For years Pyramid Mountain Lumber Inc. thought the availability of logs was going to be their limiting factor for profitability and capital improvements. This winter they are up six million board feet in their log yard compared to a year ago. The future is looking bright for Pyramid but they are facing a challenge they were not expecting: lack of qualified employees.

In 2015 lumber markets went south. All Montana sawmills were operating on overpriced timber and losing money like never before. “We were the first ones to really jump out and say this is a real train wreck and the train is already off the track. We need to stop and we need to get the train back on the track,” said Pyramid’s Chief Operating Officer Loren Rose.

Pyramid laid off workers, cutting back to a barebones operation. They cut log prices and asked loggers to take their logs to other mills so the loggers could survive.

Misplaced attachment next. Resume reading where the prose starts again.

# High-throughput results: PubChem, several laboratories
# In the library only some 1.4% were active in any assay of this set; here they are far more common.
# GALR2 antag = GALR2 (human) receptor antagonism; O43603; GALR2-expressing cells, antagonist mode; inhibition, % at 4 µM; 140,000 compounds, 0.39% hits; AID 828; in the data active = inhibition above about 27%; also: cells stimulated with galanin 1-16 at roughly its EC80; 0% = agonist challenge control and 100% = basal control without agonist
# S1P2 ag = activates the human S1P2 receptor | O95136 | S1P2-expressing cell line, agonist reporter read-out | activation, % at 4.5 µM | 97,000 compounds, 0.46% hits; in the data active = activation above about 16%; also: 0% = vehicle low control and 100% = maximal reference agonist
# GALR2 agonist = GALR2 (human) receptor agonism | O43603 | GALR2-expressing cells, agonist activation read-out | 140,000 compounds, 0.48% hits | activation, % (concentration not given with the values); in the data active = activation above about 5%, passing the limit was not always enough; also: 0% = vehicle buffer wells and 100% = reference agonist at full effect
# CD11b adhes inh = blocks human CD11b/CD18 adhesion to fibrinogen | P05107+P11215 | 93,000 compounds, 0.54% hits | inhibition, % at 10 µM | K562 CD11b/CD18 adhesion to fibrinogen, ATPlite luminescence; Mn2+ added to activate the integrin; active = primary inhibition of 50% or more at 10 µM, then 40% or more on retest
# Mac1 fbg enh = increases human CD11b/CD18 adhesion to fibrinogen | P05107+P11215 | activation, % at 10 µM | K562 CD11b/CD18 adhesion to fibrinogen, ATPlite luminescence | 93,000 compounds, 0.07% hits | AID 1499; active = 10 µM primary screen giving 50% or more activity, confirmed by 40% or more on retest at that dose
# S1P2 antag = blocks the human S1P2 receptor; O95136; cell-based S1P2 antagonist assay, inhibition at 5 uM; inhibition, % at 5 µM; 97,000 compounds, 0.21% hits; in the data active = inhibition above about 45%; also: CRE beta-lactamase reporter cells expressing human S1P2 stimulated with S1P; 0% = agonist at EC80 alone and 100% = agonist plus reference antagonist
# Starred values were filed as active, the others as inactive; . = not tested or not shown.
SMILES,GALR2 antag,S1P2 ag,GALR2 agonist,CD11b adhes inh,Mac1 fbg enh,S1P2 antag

In June of 2016, Weyerhaeuser made the announcement that they were going to close their sawmill and plywood plant in Columbia Falls, Mont. The sawmill was a pine board mill and the plywood plant took peeler-sized logs. “When they made that announcement, we knew our world was going to change pretty dramatically,” said Rose. “All of the sudden our only competition for pine logs was going out of business. We are the only mill left in the state that will produce ponderosa pine on any kind of volume.”

Three primary loggers in central Montana were taking their ponderosa pine logs to Weyerhaeuser. After the mill closure, those logs were available. Also the Confederated Salish and Kootenai Tribes has an active forestry program and they needed a place to take their pine after the Columbia Falls mill closure.

From the Seeley Swan Pathfinder: